Document Type


Publication Date




This study characterized the emotional impact of severe hypoglycemia, views of glucagon, and barriers to glucagon use from the perspective of adults with type 1 diabetes (T1D).


Participants included individuals recruited from the T1D Exchange online community. The current study conducted 7 focus groups consisting of adults with T1D (N = 38, average age 49.4, SD = 16.11 years). Average duration of diabetes was 34.4 years (SD = 17.3) and average self-reported A1c was 6.8 % (SD = 0.7). Focus group interviews were recorded, transcribed, and thematically analyzed.


A range of emotions was expressed about severe hypoglycemia including fear, anxiety, stress, frustration, shame, and embarrassment. Participants frequently identified prescription cost and insurance deductibles as barriers to glucagon use. Participants were also concerned about ease of administration—how difficult it is to prepare the glucagon in an emergency. Many participants expressed a preference for auto-injectables over nasal administration. Timing of glucagon action and time to recovery were high priorities. Some participants, while they had not self-administered glucagon, were interested in a mini-dose glucagon they could self-administer. They also identified desirable characteristics of glucagon treatment including reduced cost, long shelf-life, and quick activation.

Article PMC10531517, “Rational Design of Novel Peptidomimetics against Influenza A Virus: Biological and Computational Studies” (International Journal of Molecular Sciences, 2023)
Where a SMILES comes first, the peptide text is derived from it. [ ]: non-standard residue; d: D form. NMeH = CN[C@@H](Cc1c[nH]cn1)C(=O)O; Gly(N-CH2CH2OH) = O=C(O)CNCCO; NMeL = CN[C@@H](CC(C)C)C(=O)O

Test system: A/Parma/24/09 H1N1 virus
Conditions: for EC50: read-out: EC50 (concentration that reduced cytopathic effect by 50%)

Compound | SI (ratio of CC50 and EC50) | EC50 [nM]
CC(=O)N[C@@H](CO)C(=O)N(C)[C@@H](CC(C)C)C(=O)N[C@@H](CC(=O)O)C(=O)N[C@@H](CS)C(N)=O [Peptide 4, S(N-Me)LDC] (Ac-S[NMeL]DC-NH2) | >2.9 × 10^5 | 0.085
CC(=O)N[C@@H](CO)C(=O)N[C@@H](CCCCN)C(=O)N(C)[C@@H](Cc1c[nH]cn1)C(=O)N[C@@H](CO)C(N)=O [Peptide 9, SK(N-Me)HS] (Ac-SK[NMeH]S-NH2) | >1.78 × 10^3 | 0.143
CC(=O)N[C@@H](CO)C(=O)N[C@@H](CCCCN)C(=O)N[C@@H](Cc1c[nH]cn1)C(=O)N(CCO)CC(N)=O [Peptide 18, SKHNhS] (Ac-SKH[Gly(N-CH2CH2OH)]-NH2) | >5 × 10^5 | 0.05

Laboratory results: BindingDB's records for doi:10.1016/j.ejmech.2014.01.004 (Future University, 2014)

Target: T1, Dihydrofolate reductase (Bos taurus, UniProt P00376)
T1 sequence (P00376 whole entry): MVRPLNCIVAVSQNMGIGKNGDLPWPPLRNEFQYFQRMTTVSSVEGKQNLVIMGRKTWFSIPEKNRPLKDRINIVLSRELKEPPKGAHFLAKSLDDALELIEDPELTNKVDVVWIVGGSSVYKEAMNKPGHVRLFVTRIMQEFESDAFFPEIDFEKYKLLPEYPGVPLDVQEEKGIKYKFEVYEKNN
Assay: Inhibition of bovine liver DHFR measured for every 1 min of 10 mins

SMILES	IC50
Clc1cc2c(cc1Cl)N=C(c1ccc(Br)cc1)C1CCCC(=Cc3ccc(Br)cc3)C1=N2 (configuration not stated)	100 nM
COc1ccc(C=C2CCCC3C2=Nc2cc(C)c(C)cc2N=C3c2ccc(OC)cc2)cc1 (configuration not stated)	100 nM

These results highlight the attitudes about severe hypoglycemia and emergency treatment with glucagon. Healthcare professionals should assess glucagon training needs and knowledge when they meet with their patients with diabetes.


© 2022 The Authors. Published by Elsevier Inc.





To view the content in your browser, please download Adobe Reader or, alternately,
you may Download the file to your hard drive.

NOTE: The latest versions of Adobe Reader do not support viewing PDF files within Firefox on Mac OS and if you are using a modern (Intel) Mac, there is no official plugin for viewing PDF files within the browser window.